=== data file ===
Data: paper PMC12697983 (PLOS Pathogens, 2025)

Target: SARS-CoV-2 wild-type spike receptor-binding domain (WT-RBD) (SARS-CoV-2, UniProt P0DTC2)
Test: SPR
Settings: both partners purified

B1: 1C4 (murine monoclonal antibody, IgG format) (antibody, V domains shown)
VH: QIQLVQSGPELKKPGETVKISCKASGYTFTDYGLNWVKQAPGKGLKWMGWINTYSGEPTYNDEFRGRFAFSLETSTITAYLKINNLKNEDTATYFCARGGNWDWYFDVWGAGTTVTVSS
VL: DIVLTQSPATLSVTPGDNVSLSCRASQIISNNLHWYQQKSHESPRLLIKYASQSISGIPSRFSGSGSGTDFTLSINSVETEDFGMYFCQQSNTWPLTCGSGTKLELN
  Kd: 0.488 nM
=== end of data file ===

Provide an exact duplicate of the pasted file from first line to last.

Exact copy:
Data: paper PMC12697983 (PLOS Pathogens, 2025)

Target: SARS-CoV-2 wild-type spike receptor-binding domain (WT-RBD) (SARS-CoV-2, UniProt P0DTC2)
Test: SPR
Settings: both partners purified

B1: 1C4 (murine monoclonal antibody, IgG format) (antibody, V domains shown)
VH: QIQLVQSGPELKKPGETVKISCKASGYTFTDYGLNWVKQAPGKGLKWMGWINTYSGEPTYNDEFRGRFAFSLETSTITAYLKINNLKNEDTATYFCARGGNWDWYFDVWGAGTTVTVSS
VL: DIVLTQSPATLSVTPGDNVSLSCRASQIISNNLHWYQQKSHESPRLLIKYASQSISGIPSRFSGSGSGTDFTLSINSVETEDFGMYFCQQSNTWPLTCGSGTKLELN
  Kd: 0.488 nM